JR: When my Mom got diagnosed, I saw her struggling to remember – how she had been doing. When my health failed, I realized how it is to experience forgetting important things. At 20, I launched Limitless Medical Logs. I created it based on my own experience. I saw the need for this – a written log of your health history. Doctors pay attention when they see that you’re taking care of your own health. I spent two and a half years designing it. I just launched it 5 months ago. There are three different logs: diabetes, cancer and essential.
I lost softball, but I gained this. I’ve always wanted to help people. There’s a reason there’s a book (instead of an online solution) – it’s therapeutic to write. The book also includes inspirational quotes for every page of the 52-week log. For example, “Don’t let your struggle be your identity.” – Deidre Wallace. For more information about these logs, you can visit www.LimitlessMedicalLogs.com. It’s a chance for you to write your story while you’re battling a health condition.
AW: But why a written log in this day and age of everything online?
JR: When I have a migraine, I can’t even look at the screen of a cell phone. It’s so much easier to write when I have a 10 out of 10 migraine. The actual writing is therapeutic. It’s an 8.5 x 11 log, so you can see your history, more accurately and in a timely manner. It’s going to be changing the lives of people battling health issues. If I had this when going through it, we probably wouldn’t have wasted that much time and money on the doctor appointments. You can avoid medical mistakes and you can pinpoint the problem. We are also developing an app for the future.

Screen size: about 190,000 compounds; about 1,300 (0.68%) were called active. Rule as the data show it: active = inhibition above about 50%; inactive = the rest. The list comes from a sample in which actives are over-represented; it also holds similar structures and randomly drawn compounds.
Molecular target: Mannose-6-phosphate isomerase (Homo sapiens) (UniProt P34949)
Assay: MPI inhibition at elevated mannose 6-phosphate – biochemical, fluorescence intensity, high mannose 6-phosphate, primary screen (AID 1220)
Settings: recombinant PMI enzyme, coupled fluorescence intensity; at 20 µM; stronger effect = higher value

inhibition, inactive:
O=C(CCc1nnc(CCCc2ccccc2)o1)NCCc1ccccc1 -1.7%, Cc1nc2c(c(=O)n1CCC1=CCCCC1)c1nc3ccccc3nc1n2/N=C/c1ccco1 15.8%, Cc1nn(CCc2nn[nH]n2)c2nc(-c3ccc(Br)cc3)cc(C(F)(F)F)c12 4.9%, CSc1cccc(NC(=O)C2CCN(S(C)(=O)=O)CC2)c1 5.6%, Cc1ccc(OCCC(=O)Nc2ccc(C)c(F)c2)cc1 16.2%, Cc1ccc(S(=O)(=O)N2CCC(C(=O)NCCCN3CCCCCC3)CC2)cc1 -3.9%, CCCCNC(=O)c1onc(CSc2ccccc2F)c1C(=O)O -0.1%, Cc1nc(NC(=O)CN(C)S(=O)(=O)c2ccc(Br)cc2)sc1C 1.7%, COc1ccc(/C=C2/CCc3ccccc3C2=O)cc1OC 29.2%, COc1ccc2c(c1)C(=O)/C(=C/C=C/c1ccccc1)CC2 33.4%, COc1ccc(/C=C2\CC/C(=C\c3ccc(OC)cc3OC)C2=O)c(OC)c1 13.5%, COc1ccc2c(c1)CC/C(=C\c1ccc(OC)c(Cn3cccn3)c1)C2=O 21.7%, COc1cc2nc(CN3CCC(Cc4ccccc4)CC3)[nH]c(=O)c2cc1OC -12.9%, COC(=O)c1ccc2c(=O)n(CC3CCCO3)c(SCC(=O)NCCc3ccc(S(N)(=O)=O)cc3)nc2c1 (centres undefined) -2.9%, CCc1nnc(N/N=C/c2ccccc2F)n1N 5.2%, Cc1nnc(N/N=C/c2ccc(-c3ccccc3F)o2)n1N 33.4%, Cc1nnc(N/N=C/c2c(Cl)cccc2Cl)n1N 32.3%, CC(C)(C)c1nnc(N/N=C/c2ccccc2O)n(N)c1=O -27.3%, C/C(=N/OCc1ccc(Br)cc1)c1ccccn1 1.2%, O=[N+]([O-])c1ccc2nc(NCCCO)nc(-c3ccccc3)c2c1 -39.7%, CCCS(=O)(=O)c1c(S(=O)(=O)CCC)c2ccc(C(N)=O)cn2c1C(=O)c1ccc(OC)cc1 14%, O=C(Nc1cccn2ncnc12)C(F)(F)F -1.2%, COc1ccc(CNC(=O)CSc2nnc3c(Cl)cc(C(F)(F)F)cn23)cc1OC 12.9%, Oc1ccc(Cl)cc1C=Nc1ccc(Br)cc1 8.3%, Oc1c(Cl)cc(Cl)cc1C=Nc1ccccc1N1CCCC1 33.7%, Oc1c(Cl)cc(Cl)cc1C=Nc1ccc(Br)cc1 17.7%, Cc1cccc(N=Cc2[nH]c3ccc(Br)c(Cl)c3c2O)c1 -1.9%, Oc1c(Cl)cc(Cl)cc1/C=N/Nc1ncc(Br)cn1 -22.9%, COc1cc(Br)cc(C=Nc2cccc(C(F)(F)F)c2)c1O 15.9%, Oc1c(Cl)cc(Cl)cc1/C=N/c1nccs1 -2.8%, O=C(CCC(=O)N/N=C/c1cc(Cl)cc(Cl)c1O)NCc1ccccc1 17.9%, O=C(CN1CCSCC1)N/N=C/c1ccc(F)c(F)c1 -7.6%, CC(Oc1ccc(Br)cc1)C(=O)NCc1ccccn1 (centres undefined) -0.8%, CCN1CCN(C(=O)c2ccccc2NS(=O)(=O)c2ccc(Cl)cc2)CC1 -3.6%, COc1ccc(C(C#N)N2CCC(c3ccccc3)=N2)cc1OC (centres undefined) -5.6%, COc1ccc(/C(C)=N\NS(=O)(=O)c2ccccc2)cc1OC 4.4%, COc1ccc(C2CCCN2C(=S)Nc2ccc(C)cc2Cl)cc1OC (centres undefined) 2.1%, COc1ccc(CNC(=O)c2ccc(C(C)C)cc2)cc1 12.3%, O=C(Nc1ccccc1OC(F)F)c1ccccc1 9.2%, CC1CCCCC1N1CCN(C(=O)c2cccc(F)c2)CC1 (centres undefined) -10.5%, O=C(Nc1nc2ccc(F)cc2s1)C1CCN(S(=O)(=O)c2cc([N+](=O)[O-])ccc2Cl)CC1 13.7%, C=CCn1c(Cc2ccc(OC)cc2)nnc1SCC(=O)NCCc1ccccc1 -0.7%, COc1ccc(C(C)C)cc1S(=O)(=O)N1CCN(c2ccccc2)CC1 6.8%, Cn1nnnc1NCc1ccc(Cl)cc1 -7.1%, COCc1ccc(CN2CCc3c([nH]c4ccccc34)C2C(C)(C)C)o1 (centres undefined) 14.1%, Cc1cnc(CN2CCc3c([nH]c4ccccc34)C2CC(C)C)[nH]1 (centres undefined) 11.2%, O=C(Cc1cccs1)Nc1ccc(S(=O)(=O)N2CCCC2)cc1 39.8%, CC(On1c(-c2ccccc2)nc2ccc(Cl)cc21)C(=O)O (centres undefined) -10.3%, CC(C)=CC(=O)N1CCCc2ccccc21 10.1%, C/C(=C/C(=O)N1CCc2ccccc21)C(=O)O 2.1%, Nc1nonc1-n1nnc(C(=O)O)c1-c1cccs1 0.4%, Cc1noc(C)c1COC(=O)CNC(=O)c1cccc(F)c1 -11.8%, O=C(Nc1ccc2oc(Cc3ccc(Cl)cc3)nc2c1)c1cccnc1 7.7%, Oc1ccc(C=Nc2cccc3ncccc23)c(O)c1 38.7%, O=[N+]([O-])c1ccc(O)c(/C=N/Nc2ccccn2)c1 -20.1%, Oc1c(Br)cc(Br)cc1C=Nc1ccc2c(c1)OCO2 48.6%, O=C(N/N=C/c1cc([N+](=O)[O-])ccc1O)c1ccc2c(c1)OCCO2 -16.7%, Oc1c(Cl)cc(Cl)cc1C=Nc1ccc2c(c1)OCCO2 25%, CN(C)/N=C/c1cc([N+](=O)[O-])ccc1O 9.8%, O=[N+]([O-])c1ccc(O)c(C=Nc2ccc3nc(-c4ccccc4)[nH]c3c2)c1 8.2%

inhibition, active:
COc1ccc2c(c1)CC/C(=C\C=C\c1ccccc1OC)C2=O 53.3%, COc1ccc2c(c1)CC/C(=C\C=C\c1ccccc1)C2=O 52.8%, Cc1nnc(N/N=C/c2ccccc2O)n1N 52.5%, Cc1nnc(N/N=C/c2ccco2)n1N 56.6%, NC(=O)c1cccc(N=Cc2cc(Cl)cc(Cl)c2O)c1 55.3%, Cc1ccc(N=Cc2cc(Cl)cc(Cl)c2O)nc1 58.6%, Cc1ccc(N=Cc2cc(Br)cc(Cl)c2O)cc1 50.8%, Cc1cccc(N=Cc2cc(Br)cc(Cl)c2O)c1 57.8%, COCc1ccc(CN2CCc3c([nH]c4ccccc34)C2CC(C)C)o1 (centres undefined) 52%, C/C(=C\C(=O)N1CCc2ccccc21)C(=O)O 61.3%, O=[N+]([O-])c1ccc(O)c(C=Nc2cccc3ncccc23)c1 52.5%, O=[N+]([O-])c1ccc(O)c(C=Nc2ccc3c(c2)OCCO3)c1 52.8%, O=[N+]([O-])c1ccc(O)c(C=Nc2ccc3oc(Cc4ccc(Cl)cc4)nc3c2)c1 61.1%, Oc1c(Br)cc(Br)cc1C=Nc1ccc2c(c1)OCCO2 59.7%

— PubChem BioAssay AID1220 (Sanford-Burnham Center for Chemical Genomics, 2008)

AW: When were you Wellington’s Hometown Hero?
JR: In October of 2018, I was the Wellington, FL Hometown Hero. I was in the Palm Beach Post and the Sun-Sentinel. We did a video shoot at Tiger Shark Cover Park. For February of 2019, the Hometown Hero is an organization called “The League of Yes.” It’s a wonderful thing, kids with disabilities playing baseball for a day. I was asked to coach the event. It was really eye-opening to see how the kids responded to the coaching. “When I was growing up, I took softball for granted – I never expected something like this.”
AW: What do you love about living in Wellington?
JR: I was born in Davie and moved to Wellington when I was three years old. I currently live by the polo events. I like driving around Wellington and enjoying the great outdoors. It’s fun to see horses crossing too. It’s a cool atmosphere. I love that we’re 20 minutes from the beach – I’m also big on boating and fishing.
AW: Tell us about your family.
JR: It’s just my Mom, Dad and brother Zachary, who is 17. We’re a very close-knit family. He’s about to get his private pilot’s license. We’ve both been flying since 5 years old. I landed a plane when I was 7. My brother kept up the interest in flying. He’s also a drone pilot and loves building things. He was just accepted into Emory Riddle in their aerospace program.
I cannot thank my parents enough for the support and opportunities they gave me. They let me compete in the sport I absolutely love and they allowed me to create memories I will always cherish.
AW: What’s your plan for the future? What career path do you want to take?
JR: The company is where I want to go. I want these books in every single doctor’s office – I want these books in everybody’s hands who’s battling a health issue. I’m also currently taking college classes at Palm Beach State University.
AW: What advice do you have for young people who are faced with a medical concern like you were?
JR: To never give up. You’re going through a rough patch right now. It’s not the end, you’ll get over it and you’ll get through this bump in the road. The company is exciting for me because it’s so tough battling health issues. We know about illness in my family, with it going from my Mom to me to my Uncle. You need to fight every day. But the possibilities are “Limitless,” as I like to say. With Limitless Medical Logs, we can help you in unlimited ways.
Limitless Medical Logs